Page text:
DNREC events to offer answers about dredging, navigability

Sometimes environmental projects can feel like a bit of a mystery. How does Delaware maintain its waterways, and how can the public make their concerns known?

DNREC’s Shoreline & Waterway Management Section will be holding three informational public open-house workshops in the coming weeks to share information about dredging and other waterway management operations in Delaware’s Inland Bays.

With some Sussex Countians looking forward to the upcoming Massey’s Ditch project, the time is ripe to fully educate the public about those projects and related services, while discussing the broader picture of DNREC’s methods of prioritization.

“This will be the first public workshop directly related to our waterway management operations,” said DNREC spokesperson Michael Globetti. “While DNREC’s Shoreline & Waterway Management Section is getting ready to undertake the Massey’s Ditch project, we also wanted to take the opportunity to include other aspects of our waterway management operations in the workshops at the same time.”

The workshops are scheduled on three days:

• Wednesday, Oct. 23, from 5 to 7:30 p.m., at the South Coastal Library, 43 Kent Avenue, Bethany Beach.

• Wednesday, Oct. 30, from 5 to 7:30 p.m., at the Indian River Volunteer Fire Company fire hall, 32628 Oak Orchard Road, Millsboro.

• Sunday, Nov. 3, from 1 to 3:30 p.m., at the Lewes Public Library, 111 Adams Avenue, Lewes.

“The public can expect several stations manned by DNREC staff to discuss our in-house operations, the upcoming Massey’s Ditch project, informational posters about our waterway management operations and have an in-person opportunity to take the dredging prioritization survey,” Globetti said.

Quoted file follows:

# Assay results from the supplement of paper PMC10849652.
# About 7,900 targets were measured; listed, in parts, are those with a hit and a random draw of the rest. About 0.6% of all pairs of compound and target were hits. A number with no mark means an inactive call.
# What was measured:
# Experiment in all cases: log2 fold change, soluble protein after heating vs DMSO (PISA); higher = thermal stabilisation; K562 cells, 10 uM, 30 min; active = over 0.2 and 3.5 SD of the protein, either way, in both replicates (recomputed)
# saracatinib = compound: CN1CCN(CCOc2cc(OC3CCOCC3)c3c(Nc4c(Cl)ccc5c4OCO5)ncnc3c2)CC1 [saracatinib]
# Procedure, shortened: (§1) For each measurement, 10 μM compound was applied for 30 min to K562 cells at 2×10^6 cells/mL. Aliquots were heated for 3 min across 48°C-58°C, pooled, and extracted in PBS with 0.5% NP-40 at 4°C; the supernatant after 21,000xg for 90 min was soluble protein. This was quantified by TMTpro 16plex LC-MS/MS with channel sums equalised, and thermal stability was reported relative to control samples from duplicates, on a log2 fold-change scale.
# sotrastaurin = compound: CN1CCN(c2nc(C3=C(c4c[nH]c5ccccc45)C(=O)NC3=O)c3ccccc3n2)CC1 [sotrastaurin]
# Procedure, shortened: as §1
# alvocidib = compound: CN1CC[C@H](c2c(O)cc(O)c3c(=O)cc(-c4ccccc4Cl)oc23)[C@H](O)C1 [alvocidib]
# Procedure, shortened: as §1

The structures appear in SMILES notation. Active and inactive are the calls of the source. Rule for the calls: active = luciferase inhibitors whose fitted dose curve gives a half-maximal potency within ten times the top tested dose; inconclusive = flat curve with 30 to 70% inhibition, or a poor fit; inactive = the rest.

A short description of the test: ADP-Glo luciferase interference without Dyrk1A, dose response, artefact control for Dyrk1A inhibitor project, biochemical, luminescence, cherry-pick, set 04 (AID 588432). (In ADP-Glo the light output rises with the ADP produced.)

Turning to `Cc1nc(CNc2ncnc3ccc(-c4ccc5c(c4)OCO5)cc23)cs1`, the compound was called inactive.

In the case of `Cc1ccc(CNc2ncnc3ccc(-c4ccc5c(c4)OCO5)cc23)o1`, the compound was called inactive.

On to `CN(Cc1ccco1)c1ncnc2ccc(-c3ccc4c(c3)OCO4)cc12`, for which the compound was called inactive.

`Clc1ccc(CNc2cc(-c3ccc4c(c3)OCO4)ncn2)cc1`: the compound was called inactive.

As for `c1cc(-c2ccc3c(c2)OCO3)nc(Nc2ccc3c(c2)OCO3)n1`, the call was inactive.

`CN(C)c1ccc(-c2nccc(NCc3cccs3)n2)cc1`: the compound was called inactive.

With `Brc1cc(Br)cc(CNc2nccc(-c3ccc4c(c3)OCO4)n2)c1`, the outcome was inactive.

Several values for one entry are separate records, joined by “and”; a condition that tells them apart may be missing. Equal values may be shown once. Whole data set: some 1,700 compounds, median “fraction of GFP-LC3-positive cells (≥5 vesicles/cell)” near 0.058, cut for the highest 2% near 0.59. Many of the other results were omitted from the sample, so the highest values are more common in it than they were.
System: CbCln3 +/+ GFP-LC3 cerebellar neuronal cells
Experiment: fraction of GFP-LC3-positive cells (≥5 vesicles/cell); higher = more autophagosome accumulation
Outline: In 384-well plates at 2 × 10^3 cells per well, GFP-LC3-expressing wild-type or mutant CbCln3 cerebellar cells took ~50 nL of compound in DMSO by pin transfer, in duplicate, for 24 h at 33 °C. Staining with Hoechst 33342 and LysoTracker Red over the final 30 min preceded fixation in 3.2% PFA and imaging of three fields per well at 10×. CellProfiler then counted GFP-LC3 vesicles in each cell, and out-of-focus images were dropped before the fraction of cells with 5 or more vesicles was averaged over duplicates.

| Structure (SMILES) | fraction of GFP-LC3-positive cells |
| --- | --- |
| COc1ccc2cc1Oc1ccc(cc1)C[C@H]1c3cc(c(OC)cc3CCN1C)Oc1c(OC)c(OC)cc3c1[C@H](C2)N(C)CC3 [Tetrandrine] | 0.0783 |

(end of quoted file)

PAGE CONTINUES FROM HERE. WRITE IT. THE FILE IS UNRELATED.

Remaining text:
The workshops will also provide an overview of Delaware’s waterway management operations, including dredging, channel marking and surveying, macro-algae harvesting and more.

Massey’s Ditch coming in January

Massey’s Ditch is scheduled for a wintertime dredging project to improve the connection between the Rehoboth Bay and Indian River Bay.

“DNREC’s Shoreline & Waterway Management Section staff are scheduled to meet with our contractor, J.F. Brennan of La Crosse, Wisc., on Nov. 8 to finalize plans for the staging areas,” said Globetti. “They are expected to begin mobilizing dredge pipe and equipment to the project site the following week. Dredging is anticipated to begin in early January and take approximately 31 days to complete.”

“This is great news for local recreational boaters,” said state Rep. Ruth Briggs King (R-37th). “It’s been years in the making, and I am thrilled to see this project finally getting done.”

Originally planned for this autumn, the Massey’s Ditch Channel Maintenance Dredging Project will cost about $3.6 million. About a third of that will come from Delaware’s Waterway Management Fund, a “lock-box” fund derived from boating fees. It has collected about $2.7 million in its first three years.

Dredging survey still open

Guests can also complete a three-minute survey to help DNREC prioritize Inland Bays dredging projects. Money is tight, but demand is high for dredging, so the Division of Watershed Stewardship is creating a data-based approach to prioritize the proposed projects. DWS staff want to understand how the channels are being used, and how important each activity is to people: boating, fishing, kayaking and other types of work or recreation.

People can rank the importance of ramps, marinas, economics, safe navigability, dredging history and connectivity to the bays.

The goal is “to ensure navigation channels are kept open and safe,” Globetti said. “Once we have collected and analyzed the data for the criteria identified in the online survey, we will develop a scale and weighing factor for each and test the methodology. We will then draft a report with our findings. If successful, we anticipate testing the methodology in other waterways throughout the state.”

People can complete the survey in person or online (https://www.surveymonkey.com/r/CFN5TCQ). It opened for input in the summer, and the deadline is Nov. 30.

By Laura Walter
Staff Reporter